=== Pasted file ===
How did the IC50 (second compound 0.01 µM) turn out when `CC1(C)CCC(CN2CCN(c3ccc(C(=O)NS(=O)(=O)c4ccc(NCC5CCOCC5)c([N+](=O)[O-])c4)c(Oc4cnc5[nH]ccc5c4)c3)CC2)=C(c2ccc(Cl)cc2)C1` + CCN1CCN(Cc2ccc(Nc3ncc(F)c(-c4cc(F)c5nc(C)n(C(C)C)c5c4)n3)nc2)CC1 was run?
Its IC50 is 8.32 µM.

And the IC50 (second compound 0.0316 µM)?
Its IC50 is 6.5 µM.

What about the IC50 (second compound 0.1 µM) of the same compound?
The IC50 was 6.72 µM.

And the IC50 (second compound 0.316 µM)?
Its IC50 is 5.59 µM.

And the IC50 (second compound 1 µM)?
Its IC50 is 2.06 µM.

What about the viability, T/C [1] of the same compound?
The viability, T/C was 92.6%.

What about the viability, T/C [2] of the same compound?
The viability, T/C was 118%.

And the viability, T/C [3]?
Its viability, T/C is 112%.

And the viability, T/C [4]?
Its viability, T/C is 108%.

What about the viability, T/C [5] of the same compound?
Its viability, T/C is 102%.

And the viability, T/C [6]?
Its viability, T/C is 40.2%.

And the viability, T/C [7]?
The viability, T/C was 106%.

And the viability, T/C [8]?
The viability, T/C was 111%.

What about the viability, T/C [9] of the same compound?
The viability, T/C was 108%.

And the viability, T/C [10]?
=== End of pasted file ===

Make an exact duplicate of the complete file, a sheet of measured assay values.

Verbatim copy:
How did the IC50 (second compound 0.01 µM) turn out when `CC1(C)CCC(CN2CCN(c3ccc(C(=O)NS(=O)(=O)c4ccc(NCC5CCOCC5)c([N+](=O)[O-])c4)c(Oc4cnc5[nH]ccc5c4)c3)CC2)=C(c2ccc(Cl)cc2)C1` + CCN1CCN(Cc2ccc(Nc3ncc(F)c(-c4cc(F)c5nc(C)n(C(C)C)c5c4)n3)nc2)CC1 was run?
Its IC50 is 8.32 µM.

And the IC50 (second compound 0.0316 µM)?
Its IC50 is 6.5 µM.

What about the IC50 (second compound 0.1 µM) of the same compound?
The IC50 was 6.72 µM.

And the IC50 (second compound 0.316 µM)?
Its IC50 is 5.59 µM.

And the IC50 (second compound 1 µM)?
Its IC50 is 2.06 µM.

What about the viability, T/C [1] of the same compound?
The viability, T/C was 92.6%.

What about the viability, T/C [2] of the same compound?
The viability, T/C was 118%.

And the viability, T/C [3]?
Its viability, T/C is 112%.

And the viability, T/C [4]?
Its viability, T/C is 108%.

What about the viability, T/C [5] of the same compound?
Its viability, T/C is 102%.

And the viability, T/C [6]?
Its viability, T/C is 40.2%.

And the viability, T/C [7]?
The viability, T/C was 106%.

And the viability, T/C [8]?
The viability, T/C was 111%.

What about the viability, T/C [9] of the same compound?
The viability, T/C was 108%.

And the viability, T/C [10]?